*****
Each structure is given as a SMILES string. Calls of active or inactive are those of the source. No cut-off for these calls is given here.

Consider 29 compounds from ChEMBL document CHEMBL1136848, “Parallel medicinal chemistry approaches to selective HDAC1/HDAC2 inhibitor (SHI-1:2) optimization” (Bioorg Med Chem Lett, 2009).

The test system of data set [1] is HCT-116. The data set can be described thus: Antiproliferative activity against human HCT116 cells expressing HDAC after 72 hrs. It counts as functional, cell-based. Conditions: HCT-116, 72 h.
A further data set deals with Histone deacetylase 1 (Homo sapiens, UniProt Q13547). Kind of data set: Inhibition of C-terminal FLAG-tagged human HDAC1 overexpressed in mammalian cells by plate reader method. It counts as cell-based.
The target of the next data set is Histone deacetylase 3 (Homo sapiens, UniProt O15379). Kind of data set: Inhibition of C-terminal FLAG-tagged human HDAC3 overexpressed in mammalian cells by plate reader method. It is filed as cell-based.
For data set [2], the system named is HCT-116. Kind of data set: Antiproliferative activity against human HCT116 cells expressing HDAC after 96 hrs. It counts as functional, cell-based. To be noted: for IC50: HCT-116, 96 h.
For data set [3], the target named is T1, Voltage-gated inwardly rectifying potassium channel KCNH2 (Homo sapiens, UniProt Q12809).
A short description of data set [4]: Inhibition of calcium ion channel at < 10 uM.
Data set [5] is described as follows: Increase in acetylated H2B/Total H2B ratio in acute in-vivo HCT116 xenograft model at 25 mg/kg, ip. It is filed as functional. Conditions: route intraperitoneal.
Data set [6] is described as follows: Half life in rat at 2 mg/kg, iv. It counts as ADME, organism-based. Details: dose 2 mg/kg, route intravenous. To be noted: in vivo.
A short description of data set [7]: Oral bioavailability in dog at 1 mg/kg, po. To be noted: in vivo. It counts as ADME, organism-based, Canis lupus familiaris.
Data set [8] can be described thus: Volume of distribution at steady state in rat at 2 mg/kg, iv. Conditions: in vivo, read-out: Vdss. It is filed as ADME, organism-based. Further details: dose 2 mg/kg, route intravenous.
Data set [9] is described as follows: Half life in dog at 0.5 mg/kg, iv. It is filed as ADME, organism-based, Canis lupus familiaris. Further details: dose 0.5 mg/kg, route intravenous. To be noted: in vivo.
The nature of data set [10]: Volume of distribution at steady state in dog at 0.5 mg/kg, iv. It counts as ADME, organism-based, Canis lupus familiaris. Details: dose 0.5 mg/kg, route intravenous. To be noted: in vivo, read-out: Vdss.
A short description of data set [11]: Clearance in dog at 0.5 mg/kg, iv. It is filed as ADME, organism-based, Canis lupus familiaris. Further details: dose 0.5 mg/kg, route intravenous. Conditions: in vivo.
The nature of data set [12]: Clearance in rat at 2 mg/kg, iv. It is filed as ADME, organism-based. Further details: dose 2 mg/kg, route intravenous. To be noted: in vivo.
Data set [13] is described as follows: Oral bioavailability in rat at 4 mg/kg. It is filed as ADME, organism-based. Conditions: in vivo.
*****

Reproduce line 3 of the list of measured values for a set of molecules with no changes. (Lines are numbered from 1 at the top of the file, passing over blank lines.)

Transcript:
The test system of data set [1] is HCT-116. The data set can be described thus: Antiproliferative activity against human HCT116 cells expressing HDAC after 72 hrs. It counts as functional, cell-based. Conditions: HCT-116, 72 h.